Undisclosed NBC Conflict of Interest Again Arises in Annual 'Green Week'
On Sunday, NBC Universal launched its annual "Green Week," as part of the company's "Green is Universal" environmental awareness campaign.
As NBC embarks on yet another week of "environmentally themed programming," it falls to media watchdogs to point out the massive conflict presented by NBC parent company General Electric's significant financial interests in the policies "Green Week" indirectly advances.
GE stands to make millions from Democrats' "clean energy" agenda. The company has invested massive amounts of money in technology that can only be profitable through government intervention or subsidization.
Chief among federal policies from which GE would enormously benefit is cap and trade.
A cap and trade regime would establish a previously-nonexistent market for carbon credits. GE, which was a lead lobbying force for cap and trade and is a member of the pro-C&T "Climate Action Partnership," established what it called "Greenhouse Gas Services," a venture that invested in carbon credits. Those credits are completely useless unless the government, through a cap and trade scheme, establishes a market for them by requiring that all carbon-emitting businesses buy those credits to be allowed to pollute.
In other words, GE spent millions of dollars on a venture whose profitability depends on policies that its media arm, NBC Universal, shills for under the guise of "environmental awareness."
And GE's financial stake in left-wing climate legislation goes far beyond the current political nonstarter of cap and trade. The Washington Examiner's Tim Carney has reported extensively on GE's investments in "green" technology:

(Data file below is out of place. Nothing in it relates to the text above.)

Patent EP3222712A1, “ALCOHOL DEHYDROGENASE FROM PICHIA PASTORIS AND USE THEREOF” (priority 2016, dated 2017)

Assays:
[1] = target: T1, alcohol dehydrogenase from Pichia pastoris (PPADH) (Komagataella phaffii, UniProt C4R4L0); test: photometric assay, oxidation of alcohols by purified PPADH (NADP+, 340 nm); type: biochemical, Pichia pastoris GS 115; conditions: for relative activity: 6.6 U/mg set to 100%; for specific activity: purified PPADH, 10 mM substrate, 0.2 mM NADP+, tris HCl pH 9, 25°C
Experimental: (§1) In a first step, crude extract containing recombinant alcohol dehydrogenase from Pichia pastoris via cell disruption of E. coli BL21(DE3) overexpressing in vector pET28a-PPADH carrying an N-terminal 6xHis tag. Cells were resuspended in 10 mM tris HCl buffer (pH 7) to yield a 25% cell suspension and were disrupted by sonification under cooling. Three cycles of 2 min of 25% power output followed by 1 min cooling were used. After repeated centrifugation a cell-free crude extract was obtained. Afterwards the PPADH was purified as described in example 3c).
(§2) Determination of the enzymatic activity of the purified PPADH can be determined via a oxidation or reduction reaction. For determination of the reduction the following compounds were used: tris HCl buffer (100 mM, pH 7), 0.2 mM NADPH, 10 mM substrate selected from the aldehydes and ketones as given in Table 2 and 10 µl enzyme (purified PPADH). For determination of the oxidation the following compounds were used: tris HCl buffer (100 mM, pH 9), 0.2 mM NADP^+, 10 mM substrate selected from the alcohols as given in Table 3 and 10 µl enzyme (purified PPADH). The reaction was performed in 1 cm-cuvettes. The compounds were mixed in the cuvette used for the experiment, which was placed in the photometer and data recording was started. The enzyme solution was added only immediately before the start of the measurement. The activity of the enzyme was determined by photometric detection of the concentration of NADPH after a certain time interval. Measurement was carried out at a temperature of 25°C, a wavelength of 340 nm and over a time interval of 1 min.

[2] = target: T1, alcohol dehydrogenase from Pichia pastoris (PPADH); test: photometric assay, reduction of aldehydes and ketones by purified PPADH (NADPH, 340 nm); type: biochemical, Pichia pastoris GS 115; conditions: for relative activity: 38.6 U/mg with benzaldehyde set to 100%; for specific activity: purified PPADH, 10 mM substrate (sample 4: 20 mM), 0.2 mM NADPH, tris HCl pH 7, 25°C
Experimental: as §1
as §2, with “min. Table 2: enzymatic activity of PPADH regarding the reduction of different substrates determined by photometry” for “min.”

GE spends millions lobbying to protect and expand the cornucopia of wind subsidies that includes a "production tax credit" for wind farms, government mandates on utilities to buy wind power and local subsidies. In one case in upstate New York, the GE turbines will be powering a wind farm completed using eminent domain.
GE’s coal gasification, solar power generation, electric cars and biodiesel businesses are the same: Consumers and investors acting with their own money would not patronize these technologies, but Congress, acting with your money, will. GE’s $20 million annual lobbying budget sees to it.
GE has also launched a venture dealing in "greenhouse gas credits," which are literally worthless until Congress starts limiting greenhouse gas emissions. Throw in the expensive but unattractive light bulbs they’ve convinced Congress to mandate, and the pattern is clear.
Carney also noted that GE "has hitched its profits to its lobbying successes." Success in lobbying is of course synonymous with success in getting legislation through Congress. And building public support for such legislation is a fundamental element of getting that legislation passed.